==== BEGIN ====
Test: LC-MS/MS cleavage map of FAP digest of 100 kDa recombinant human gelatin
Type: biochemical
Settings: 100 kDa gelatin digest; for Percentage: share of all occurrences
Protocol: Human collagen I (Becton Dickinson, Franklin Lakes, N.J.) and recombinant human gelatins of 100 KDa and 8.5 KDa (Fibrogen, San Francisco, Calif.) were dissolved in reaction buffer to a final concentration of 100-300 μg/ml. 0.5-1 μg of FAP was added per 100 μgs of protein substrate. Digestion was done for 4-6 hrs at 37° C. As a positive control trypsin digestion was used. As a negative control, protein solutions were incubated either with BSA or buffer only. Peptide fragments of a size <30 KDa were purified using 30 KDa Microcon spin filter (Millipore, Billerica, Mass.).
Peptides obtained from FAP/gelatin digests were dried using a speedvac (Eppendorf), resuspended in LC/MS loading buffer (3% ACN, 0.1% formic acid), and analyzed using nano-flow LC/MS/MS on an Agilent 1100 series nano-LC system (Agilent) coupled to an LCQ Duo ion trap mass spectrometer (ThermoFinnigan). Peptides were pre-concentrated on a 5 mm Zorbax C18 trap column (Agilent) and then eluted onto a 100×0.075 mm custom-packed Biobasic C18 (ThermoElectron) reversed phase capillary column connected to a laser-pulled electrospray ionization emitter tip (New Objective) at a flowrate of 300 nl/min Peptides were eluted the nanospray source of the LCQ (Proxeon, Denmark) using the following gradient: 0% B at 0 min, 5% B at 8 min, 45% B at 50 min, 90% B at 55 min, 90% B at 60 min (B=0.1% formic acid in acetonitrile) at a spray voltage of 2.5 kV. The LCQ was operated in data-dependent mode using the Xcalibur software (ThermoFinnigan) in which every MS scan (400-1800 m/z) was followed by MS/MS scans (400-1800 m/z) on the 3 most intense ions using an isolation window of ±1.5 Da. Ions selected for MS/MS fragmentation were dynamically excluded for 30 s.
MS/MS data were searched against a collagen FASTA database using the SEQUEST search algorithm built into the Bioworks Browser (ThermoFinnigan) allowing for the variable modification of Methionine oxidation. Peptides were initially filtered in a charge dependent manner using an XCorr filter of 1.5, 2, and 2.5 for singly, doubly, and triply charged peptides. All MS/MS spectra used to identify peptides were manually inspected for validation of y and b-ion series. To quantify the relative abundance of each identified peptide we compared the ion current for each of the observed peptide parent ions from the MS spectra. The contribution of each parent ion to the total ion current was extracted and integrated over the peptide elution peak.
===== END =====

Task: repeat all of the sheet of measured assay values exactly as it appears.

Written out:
Test: LC-MS/MS cleavage map of FAP digest of 100 kDa recombinant human gelatin
Type: biochemical
Settings: 100 kDa gelatin digest; for Percentage: share of all occurrences
Protocol: Human collagen I (Becton Dickinson, Franklin Lakes, N.J.) and recombinant human gelatins of 100 KDa and 8.5 KDa (Fibrogen, San Francisco, Calif.) were dissolved in reaction buffer to a final concentration of 100-300 μg/ml. 0.5-1 μg of FAP was added per 100 μgs of protein substrate. Digestion was done for 4-6 hrs at 37° C. As a positive control trypsin digestion was used. As a negative control, protein solutions were incubated either with BSA or buffer only. Peptide fragments of a size <30 KDa were purified using 30 KDa Microcon spin filter (Millipore, Billerica, Mass.).
Peptides obtained from FAP/gelatin digests were dried using a speedvac (Eppendorf), resuspended in LC/MS loading buffer (3% ACN, 0.1% formic acid), and analyzed using nano-flow LC/MS/MS on an Agilent 1100 series nano-LC system (Agilent) coupled to an LCQ Duo ion trap mass spectrometer (ThermoFinnigan). Peptides were pre-concentrated on a 5 mm Zorbax C18 trap column (Agilent) and then eluted onto a 100×0.075 mm custom-packed Biobasic C18 (ThermoElectron) reversed phase capillary column connected to a laser-pulled electrospray ionization emitter tip (New Objective) at a flowrate of 300 nl/min Peptides were eluted the nanospray source of the LCQ (Proxeon, Denmark) using the following gradient: 0% B at 0 min, 5% B at 8 min, 45% B at 50 min, 90% B at 55 min, 90% B at 60 min (B=0.1% formic acid in acetonitrile) at a spray voltage of 2.5 kV. The LCQ was operated in data-dependent mode using the Xcalibur software (ThermoFinnigan) in which every MS scan (400-1800 m/z) was followed by MS/MS scans (400-1800 m/z) on the 3 most intense ions using an isolation window of ±1.5 Da. Ions selected for MS/MS fragmentation were dynamically excluded for 30 s.
MS/MS data were searched against a collagen FASTA database using the SEQUEST search algorithm built into the Bioworks Browser (ThermoFinnigan) allowing for the variable modification of Methionine oxidation. Peptides were initially filtered in a charge dependent manner using an XCorr filter of 1.5, 2, and 2.5 for singly, doubly, and triply charged peptides. All MS/MS spectra used to identify peptides were manually inspected for validation of y and b-ion series. To quantify the relative abundance of each identified peptide we compared the ion current for each of the observed peptide parent ions from the MS spectra. The contribution of each parent ion to the total ion current was extracted and integrated over the peptide elution peak.